[EDIT] (Since a r4kq1t1 test really doesn't impose much sys call overhead,) When it comes to Max IOPS Testing (e.g. r4kq8t32 [adjust q & t #s so q=# cpu cores, & t = 256/q]), one should minimize sys call overhead by using fio w/io_uring. [Just conjecture, but I believe it is exactly this scenario (max iops testing) that inspired the author of fio to design/implement io_uring. Kudos to Jens Axboe!]
 
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AveryFreeman

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Mar 17, 2017
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If you have bifurcation, dual M-key x8 PCIe 4.0 adapters are $20 on eBay now, I just bought one of them. Will have to get a PLX switches for a couple of my X9s if I keep them, they all have x8 PCIe slots. Thanks for the thread!
 

nabsltd

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Jan 26, 2022
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Will have to get a PLX switches for a couple of my X9s if I keep them, they all have x8 PCIe slots.
Most of the X9 line has gotten BIOS updates that support bifurcation. The UI isn't the best (on my X9SRL you basically have to read the value backwards from what you would expect), but it does work.
 
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Mithril

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Sep 13, 2019
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Has anyone tested any of these cards (or equivalent) in an "oversubscribed" scenario, such as a 4 drive card in a 4x or 8x slot? I know you'll be capped on total top speed, but I'm curious what latency looks like and how performance in a unraid and/or zfs setup compares.
 

AveryFreeman

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Mar 17, 2017
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Most of the X9 line has gotten BIOS updates that support bifurcation. The UI isn't the best (on my X9SRL you basically have to read the value backwards from what you would expect), but it does work.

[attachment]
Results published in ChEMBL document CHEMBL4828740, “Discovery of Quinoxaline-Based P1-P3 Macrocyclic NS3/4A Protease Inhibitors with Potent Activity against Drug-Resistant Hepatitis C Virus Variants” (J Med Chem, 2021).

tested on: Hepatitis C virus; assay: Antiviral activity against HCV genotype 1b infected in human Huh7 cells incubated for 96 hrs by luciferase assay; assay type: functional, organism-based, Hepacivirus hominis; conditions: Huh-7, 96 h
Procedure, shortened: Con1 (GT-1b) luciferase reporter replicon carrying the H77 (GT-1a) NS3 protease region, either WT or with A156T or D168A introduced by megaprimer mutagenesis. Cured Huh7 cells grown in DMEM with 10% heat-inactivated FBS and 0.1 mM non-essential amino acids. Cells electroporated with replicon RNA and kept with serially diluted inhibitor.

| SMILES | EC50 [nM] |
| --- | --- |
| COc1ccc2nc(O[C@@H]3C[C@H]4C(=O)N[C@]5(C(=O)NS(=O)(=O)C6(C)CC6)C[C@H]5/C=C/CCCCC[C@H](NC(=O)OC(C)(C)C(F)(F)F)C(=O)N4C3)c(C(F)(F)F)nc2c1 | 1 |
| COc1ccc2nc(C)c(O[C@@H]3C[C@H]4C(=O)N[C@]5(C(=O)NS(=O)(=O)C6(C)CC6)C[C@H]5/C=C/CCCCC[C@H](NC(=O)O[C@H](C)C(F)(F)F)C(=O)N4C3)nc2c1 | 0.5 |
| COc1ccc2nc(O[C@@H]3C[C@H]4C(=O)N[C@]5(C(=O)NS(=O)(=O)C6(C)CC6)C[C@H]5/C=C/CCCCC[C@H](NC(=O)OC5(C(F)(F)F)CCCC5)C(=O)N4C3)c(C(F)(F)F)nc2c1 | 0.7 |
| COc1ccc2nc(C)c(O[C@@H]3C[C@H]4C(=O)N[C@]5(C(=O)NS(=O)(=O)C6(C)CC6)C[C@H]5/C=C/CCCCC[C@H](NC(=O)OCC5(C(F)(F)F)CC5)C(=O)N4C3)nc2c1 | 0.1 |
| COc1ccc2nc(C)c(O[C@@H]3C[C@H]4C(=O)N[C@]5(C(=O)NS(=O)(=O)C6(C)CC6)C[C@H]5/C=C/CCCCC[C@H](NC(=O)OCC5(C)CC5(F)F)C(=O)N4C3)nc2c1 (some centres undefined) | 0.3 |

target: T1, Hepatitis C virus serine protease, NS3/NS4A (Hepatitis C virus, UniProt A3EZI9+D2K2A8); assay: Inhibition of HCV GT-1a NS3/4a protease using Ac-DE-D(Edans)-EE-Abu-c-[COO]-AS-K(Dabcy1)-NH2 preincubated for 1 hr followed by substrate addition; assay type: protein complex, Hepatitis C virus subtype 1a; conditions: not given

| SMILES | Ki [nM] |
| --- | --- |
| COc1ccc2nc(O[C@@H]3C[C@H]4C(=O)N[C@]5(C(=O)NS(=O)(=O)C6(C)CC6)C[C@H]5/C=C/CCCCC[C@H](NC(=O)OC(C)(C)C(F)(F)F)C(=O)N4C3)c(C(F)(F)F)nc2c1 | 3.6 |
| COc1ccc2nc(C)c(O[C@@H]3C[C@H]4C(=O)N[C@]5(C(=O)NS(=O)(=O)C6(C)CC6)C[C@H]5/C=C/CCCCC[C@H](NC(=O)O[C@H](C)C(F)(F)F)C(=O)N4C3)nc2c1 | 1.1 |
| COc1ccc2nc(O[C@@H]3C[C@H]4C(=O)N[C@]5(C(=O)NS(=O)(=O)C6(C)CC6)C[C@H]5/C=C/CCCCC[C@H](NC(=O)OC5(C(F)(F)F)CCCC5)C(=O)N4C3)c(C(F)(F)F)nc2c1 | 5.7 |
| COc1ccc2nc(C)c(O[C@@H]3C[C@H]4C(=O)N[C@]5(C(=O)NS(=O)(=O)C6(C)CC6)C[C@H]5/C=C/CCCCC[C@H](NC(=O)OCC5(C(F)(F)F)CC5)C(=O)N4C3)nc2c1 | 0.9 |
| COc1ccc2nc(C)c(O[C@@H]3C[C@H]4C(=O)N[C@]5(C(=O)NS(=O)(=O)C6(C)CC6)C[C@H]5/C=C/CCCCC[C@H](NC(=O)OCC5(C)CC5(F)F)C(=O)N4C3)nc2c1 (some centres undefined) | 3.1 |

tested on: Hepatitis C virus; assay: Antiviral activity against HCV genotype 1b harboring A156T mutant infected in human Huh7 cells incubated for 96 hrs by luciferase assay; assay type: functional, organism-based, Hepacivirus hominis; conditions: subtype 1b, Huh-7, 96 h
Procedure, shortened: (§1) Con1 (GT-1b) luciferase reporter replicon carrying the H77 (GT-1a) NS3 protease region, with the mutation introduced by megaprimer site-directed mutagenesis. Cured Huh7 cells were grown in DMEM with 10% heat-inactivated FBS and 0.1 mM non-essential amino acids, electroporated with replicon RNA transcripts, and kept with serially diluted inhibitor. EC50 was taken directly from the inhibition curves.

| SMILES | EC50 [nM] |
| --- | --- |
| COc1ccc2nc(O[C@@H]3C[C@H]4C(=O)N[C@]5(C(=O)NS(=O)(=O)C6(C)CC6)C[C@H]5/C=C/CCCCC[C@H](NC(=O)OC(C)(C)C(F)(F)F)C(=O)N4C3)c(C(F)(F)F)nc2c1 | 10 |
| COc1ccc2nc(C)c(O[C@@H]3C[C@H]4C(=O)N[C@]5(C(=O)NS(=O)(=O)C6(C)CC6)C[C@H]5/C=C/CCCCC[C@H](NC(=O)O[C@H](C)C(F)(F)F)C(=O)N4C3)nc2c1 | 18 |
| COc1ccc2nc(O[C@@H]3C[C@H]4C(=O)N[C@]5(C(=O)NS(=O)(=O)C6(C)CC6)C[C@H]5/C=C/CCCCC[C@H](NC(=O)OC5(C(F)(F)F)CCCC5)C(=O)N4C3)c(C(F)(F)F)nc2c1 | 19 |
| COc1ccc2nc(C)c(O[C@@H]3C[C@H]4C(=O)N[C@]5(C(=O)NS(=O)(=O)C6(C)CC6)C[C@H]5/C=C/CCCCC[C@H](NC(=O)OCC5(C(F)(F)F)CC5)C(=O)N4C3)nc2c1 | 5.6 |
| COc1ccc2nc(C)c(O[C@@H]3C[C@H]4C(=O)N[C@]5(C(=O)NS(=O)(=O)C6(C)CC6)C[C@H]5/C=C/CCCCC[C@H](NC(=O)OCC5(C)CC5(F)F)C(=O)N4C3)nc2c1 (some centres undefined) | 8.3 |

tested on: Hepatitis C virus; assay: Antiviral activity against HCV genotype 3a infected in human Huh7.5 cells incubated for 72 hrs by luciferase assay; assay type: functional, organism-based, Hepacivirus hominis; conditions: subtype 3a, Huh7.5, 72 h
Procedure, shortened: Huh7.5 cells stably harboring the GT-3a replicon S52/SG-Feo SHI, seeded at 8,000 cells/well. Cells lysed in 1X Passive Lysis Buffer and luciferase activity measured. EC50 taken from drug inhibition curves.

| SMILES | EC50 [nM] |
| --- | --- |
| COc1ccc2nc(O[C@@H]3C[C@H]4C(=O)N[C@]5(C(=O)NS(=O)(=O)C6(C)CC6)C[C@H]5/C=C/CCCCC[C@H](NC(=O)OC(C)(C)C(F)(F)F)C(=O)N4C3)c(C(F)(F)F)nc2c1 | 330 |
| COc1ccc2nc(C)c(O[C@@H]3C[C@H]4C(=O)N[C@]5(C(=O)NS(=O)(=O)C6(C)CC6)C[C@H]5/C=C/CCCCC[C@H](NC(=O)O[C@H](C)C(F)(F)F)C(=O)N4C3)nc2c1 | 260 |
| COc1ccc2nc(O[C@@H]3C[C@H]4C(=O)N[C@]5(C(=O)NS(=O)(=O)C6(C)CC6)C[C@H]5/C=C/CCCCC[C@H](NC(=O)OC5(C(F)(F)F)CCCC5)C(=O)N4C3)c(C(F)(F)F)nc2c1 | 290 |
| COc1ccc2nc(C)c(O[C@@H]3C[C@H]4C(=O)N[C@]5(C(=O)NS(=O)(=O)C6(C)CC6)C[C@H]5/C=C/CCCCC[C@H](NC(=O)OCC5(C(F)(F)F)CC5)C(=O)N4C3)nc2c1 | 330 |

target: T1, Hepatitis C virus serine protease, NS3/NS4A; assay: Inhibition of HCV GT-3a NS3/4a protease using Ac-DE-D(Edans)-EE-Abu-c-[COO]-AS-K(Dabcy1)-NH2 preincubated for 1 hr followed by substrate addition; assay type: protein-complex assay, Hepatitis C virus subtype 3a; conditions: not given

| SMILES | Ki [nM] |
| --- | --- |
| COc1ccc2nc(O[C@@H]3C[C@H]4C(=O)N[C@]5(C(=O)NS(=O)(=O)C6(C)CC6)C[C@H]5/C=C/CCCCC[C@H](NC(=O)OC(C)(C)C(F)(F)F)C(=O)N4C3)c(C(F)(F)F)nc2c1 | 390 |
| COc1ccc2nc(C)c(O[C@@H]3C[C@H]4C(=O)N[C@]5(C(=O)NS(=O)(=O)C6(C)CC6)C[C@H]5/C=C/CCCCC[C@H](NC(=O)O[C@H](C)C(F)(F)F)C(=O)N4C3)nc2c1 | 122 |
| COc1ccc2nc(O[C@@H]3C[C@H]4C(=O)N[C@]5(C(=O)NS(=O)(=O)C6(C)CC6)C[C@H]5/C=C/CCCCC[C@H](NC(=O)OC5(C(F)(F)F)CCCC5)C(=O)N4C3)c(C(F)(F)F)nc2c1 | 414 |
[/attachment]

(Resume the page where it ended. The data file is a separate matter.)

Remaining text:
I appreciate the mention. I believe you on the E5 models, but I don't own any. My boards are all E3s, and none of them have received BIOS updates for several years, except the X9SPU-F that stopped working after 2020 unless I set the clock back to a prior year - I sent them a message and they made an "a" version to fix it (obviously the bare minimum).

I wonder if the bifurcation is an easy enough addition we could splice in the code using a hex reader. I don't really know much about doing it, just have used hacked BIOSes on Thinkpads to remove device whitelists, add extra features, etc. so I've seen the work the community is capable of in action.

A search of Bios Mods -The Best BIOS Update and Modification Source shows some Supermicro stuff (but old, mostly X8), and some references to bifurcation, but only on consumer boards. It might be worth asking, though.
 

Mithril

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Sep 13, 2019
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What is the point of having a switch that supports so many lanes when there are only x16 possible through that model's PCIe electrical connector?
Most (dare I say all) NVMe and SATA flash based SSDs don't hit anywhere *close* to the fun "max transfer" speeds during the majority of their real-world operation. The difference between 99th percental "worst case" and the big marketing number can easily be two "0s", but you'll be seeing somewhere between the two most of the time. The "why" gets deep into the ins and outs of flash itself, file systems, latency, the OS and various software you are running (and more).
This is not really all that different than (decent) network switches. So long as the hardware doing the work handles things like "multiple devices sending data to the host/upstream port" in some sane way, everything should mostly work. Given the right setup, and well designed hardware and firmware, you can be over subscribed at a huge ratio and just never notice as your actual bottlenecks are elsewhere anyways.
Also, assuming the same cost per TB (including accessories) it's cheaper to get redundancy with more smaller disks (less total space lost to parity). Real world of course has lots of tradeoffs there so it's not always that simple :)


The TL;DR is that IF (and this is a big IF) the switch chip added 0 downsides in all scenarios, you could *in theory* have 16 NVMe (or more) on a 16x slot with little to no real-world use effects.
 

Andriy Gapon

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Apr 10, 2017
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Hope that this topic is not dead yet.
I recently bought a Chinese card that supports two NVMe M.2 modules (link). Apparently, it is based on Asmedia ASM2812.
lspci sees the card as an upstream PCIe port with two downstream ports which matches the reality.
What's interesting is that the card works fine in a consumer motherboard, but it is not detected at all with X9CSM-F motherboard.
I tried both x8 slots of it with the same result.
The card (and an NVMe module on it) is not visible in the OS (lspci, etc) and I do not see any changes in the BIOS too.

I wonder why that could be and if anything could be done about that.
Any suggestions?
Thank you.